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Rales vs. Rhonchi: What's the Difference?

Edited by Aimie Carlson || By Harlon Moss || Published on February 1, 2024
Rales are fine, crackling sounds heard in the lungs during inhalation, while rhonchi are low-pitched, snore-like sounds heard primarily during exhalation.

Key Differences

Rales, also known as crackles, are abnormal lung sounds characterized by fine, short, high-pitched sounds heard during the end of inhalation. Rhonchi, in contrast, are low-pitched, rattling sounds that resemble snoring, occurring when air flows through narrowed airways.
Rales are often associated with fluid accumulation in the air spaces of the lungs, typical in conditions like pneumonia or heart failure. Rhonchi suggest the presence of obstructions in the larger airways, often seen in chronic obstructive pulmonary disease (COPD) or bronchitis.
The sound of rales is likened to the crinkling of cellophane or the opening of a Velcro fastener, indicating finer airway involvement. Rhonchi, due to their lower pitch, often indicate more substantial obstructions and are audible in conditions with thicker mucus, like bronchiectasis.
Rales are more common during inhalation, they can sometimes be heard during both inhalation and exhalation. Rhonchi, predominantly heard during exhalation, can change or disappear with coughing, as the airways may clear.
The presence of rales can signify a range of pulmonary conditions, necessitating further medical evaluation. Rhonchi, especially when persistent, suggest chronic airway diseases and also warrant further medical investigation.

Comparison Chart

Sound Quality

Fine, crackling
Low-pitched, snoring

Typical Timing

During inhalation
During exhalation

Associated Conditions

Pneumonia, heart failure
COPD, bronchitis

Sound Description

Similar to cellophane crinkling
Resembles snoring or rattling

Changes with Coughing

Usually constant
May clear or change

Rales and Rhonchi Definitions


Rales are fine crackling sounds in the lungs.
The doctor detected rales in her lungs, indicating possible pneumonia.


Rhonchi resemble snore-like sounds.
The doctor noted rhonchi, indicating mucus in the airways.


Rales indicate abnormal lung auscultation.
The intern heard rales, a sign of acute respiratory distress.


Rhonchi indicate airflow obstruction.
The persistent rhonchi pointed towards chronic bronchitis.


Rales are heard at the end of inhalation.
During the exam, rales were audible, hinting at a lung infection.


Rhonchi are heard primarily during exhalation.
On exhalation, the presence of rhonchi was a concern for COPD.


Rales signify fluid in the air spaces.
Listening carefully, the physician noted rales, suspecting heart failure.


Rhonchi are low-pitched, rattling lung sounds.
Rhonchi in his breathing suggested a bronchial obstruction.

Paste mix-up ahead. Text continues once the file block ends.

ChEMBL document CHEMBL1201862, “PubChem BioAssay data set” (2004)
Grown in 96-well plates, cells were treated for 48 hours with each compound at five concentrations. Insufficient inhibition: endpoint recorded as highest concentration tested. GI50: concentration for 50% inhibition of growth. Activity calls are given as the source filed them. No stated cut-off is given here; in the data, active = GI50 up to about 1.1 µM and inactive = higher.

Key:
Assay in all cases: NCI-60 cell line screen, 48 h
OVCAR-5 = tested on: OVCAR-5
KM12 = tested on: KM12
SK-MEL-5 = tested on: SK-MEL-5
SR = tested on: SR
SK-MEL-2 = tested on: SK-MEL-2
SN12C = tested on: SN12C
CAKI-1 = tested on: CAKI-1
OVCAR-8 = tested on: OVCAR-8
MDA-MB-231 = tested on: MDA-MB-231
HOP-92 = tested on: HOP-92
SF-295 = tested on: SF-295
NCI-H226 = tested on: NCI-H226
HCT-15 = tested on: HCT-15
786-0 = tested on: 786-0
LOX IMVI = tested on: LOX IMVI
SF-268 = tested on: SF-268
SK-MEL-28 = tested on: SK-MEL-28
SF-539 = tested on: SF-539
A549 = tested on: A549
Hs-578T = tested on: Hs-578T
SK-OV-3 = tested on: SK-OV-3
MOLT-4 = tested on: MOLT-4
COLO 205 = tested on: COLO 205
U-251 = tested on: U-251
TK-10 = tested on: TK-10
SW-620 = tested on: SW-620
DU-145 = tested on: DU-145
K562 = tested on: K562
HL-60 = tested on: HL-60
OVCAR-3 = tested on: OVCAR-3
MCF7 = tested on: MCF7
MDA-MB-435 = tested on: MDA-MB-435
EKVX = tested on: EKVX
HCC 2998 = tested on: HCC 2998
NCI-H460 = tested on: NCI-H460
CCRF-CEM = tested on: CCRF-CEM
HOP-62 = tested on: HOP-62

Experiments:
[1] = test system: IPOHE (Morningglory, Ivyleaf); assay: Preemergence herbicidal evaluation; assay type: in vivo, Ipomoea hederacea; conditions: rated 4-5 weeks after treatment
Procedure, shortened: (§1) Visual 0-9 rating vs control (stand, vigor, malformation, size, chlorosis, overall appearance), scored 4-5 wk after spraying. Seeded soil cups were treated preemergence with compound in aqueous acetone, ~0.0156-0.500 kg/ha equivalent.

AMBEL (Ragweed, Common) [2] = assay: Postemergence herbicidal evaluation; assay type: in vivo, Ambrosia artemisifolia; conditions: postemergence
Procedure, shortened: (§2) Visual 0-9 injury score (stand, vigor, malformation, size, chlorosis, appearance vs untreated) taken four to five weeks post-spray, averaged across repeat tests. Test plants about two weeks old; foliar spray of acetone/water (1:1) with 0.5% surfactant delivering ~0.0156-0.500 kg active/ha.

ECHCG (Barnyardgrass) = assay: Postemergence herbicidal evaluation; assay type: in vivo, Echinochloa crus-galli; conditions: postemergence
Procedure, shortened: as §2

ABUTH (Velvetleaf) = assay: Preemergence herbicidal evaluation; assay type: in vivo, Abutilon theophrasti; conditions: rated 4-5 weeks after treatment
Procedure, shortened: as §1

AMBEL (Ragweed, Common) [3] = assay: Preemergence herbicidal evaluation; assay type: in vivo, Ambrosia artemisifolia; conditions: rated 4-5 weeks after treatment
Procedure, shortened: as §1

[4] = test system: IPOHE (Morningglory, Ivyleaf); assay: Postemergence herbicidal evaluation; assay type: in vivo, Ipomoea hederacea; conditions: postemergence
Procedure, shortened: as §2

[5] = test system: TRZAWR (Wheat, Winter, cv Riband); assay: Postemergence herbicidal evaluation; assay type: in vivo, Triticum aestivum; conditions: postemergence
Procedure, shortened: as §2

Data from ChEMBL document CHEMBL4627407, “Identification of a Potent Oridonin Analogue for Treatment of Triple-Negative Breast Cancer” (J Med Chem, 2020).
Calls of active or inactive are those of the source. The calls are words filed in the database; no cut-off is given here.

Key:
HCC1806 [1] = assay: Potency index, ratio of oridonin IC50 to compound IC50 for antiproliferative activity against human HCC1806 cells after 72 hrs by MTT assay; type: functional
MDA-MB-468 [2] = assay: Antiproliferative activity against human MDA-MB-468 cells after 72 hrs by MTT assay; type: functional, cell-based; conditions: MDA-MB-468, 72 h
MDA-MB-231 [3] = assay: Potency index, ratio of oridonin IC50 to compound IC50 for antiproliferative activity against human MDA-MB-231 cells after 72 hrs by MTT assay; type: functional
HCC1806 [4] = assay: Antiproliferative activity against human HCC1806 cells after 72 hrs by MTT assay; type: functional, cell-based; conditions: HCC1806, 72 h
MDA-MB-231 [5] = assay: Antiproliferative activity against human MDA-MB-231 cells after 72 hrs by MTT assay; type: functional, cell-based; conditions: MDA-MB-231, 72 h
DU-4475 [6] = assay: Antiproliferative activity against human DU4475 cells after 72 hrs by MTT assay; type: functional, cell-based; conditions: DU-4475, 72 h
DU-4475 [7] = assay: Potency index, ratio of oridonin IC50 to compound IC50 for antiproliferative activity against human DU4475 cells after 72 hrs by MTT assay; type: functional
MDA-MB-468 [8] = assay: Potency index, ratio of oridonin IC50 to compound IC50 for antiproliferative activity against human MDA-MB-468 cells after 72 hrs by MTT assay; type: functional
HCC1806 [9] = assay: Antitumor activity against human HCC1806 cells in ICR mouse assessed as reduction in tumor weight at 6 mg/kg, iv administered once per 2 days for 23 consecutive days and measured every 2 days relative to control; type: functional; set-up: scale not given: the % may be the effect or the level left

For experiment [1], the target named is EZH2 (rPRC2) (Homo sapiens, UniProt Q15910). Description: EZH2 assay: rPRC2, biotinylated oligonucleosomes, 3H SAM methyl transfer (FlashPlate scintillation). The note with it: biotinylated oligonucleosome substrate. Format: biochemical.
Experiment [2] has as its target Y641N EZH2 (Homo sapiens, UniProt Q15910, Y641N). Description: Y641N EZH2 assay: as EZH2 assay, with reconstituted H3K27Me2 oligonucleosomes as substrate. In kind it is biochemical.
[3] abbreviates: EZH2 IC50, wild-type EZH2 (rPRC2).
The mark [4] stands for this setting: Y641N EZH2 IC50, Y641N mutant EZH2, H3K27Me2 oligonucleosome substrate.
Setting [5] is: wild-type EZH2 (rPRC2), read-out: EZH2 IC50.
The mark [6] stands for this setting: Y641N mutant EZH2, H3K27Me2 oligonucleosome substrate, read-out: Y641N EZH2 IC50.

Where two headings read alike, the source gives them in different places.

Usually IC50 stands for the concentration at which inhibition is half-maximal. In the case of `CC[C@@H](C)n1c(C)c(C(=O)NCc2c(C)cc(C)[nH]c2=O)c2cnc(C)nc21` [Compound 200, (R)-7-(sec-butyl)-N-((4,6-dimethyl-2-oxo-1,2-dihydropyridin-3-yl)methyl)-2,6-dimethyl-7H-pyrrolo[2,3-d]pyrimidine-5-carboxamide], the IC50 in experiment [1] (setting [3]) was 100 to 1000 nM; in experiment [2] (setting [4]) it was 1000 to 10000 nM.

Rales are high-pitched respiratory sounds.
The presence of rales alerted the nurse to potential pulmonary edema.


Rhonchi often clear with coughing.
After coughing, the patient's rhonchi significantly reduced.


An abnormal respiratory sound characterized by fine crackles.


A coarse rattling sound somewhat like snoring, usually caused by secretion in a bronchial tube.


Plural of rale


Plural of rhonchus


(medicine) Abnormal clicking, rattling or crackling sound heard from the lungs, often audible only with a stethoscope.


Can rales indicate serious illness?

Yes, they can signal conditions like pneumonia.

Do rales sound different from wheezes?

Yes, rales are crackling, while wheezes are high-pitched.

What are rhonchi?

Low-pitched, snore-like lung sounds.

Do rhonchi change with coughing?

They often do, indicating mucus movement.

What are rales?

Fine, crackling sounds in the lungs.

Are rales heard in both lungs?

They can be, depending on the underlying condition.

Are rhonchi a concern in children?

They can be, especially if persistent.

What causes rales?

Fluid accumulation in the lungs.

What causes rhonchi?

Obstructions in the larger airways.

Can rhonchi be a sign of asthma?

They can, particularly during exacerbations.

Can rhonchi be a sign of COPD?

Yes, they're common in COPD patients.

Can rales be treated?

Treatment targets the underlying cause.

Can rales disappear on their own?

They may if the underlying condition improves.

How are rhonchi diagnosed?

Through chest auscultation by a healthcare professional.

Can rhonchi indicate infection?

Yes, especially respiratory infections.

Do rales occur in heart failure?

Yes, due to fluid buildup in the lungs.

Are rhonchi and wheezes the same?

No, rhonchi are lower-pitched than wheezes.

Do rhonchi require medical attention?

Yes, to address the underlying cause.

Are rales common in smokers?

They can be, especially with accompanying lung disease.

How are rales diagnosed?

Primarily through stethoscope auscultation.
About Author
Written by
Harlon Moss
Harlon is a seasoned quality moderator and accomplished content writer for Difference Wiki. An alumnus of the prestigious University of California, he earned his degree in Computer Science. Leveraging his academic background, Harlon brings a meticulous and informed perspective to his work, ensuring content accuracy and excellence.
Edited by
Aimie Carlson
Aimie Carlson, holding a master's degree in English literature, is a fervent English language enthusiast. She lends her writing talents to Difference Wiki, a prominent website that specializes in comparisons, offering readers insightful analyses that both captivate and inform.

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